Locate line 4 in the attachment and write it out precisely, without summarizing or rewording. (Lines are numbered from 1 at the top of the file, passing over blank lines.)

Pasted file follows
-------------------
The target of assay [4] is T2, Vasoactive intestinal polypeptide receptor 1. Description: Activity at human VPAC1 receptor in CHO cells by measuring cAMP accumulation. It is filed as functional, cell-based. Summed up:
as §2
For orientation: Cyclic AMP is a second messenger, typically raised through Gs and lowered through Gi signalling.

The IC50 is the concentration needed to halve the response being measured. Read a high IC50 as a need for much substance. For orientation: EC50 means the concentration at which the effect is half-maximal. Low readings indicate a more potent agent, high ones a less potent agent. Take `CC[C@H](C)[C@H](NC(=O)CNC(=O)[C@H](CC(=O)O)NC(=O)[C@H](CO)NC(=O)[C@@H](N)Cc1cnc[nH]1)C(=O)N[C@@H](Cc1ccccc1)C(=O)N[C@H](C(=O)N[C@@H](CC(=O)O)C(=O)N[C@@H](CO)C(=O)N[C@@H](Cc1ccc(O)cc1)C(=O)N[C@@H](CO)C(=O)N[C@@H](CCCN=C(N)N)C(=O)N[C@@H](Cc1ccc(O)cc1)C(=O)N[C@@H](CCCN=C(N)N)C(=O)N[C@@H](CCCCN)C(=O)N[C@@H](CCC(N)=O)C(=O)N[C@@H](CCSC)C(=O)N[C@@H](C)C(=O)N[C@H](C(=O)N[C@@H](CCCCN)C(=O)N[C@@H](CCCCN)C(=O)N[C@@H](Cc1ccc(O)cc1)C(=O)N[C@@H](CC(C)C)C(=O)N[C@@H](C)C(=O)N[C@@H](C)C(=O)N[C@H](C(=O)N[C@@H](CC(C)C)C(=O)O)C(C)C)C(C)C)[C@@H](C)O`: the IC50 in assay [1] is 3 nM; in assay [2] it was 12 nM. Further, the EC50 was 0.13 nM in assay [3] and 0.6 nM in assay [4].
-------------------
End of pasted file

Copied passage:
The IC50 is the concentration needed to halve the response being measured. Read a high IC50 as a need for much substance. For orientation: EC50 means the concentration at which the effect is half-maximal. Low readings indicate a more potent agent, high ones a less potent agent. Take `CC[C@H](C)[C@H](NC(=O)CNC(=O)[C@H](CC(=O)O)NC(=O)[C@H](CO)NC(=O)[C@@H](N)Cc1cnc[nH]1)C(=O)N[C@@H](Cc1ccccc1)C(=O)N[C@H](C(=O)N[C@@H](CC(=O)O)C(=O)N[C@@H](CO)C(=O)N[C@@H](Cc1ccc(O)cc1)C(=O)N[C@@H](CO)C(=O)N[C@@H](CCCN=C(N)N)C(=O)N[C@@H](Cc1ccc(O)cc1)C(=O)N[C@@H](CCCN=C(N)N)C(=O)N[C@@H](CCCCN)C(=O)N[C@@H](CCC(N)=O)C(=O)N[C@@H](CCSC)C(=O)N[C@@H](C)C(=O)N[C@H](C(=O)N[C@@H](CCCCN)C(=O)N[C@@H](CCCCN)C(=O)N[C@@H](Cc1ccc(O)cc1)C(=O)N[C@@H](CC(C)C)C(=O)N[C@@H](C)C(=O)N[C@@H](C)C(=O)N[C@H](C(=O)N[C@@H](CC(C)C)C(=O)O)C(C)C)C(C)C)[C@@H](C)O`: the IC50 in assay [1] is 3 nM; in assay [2] it was 12 nM. Further, the EC50 was 0.13 nM in assay [3] and 0.6 nM in assay [4].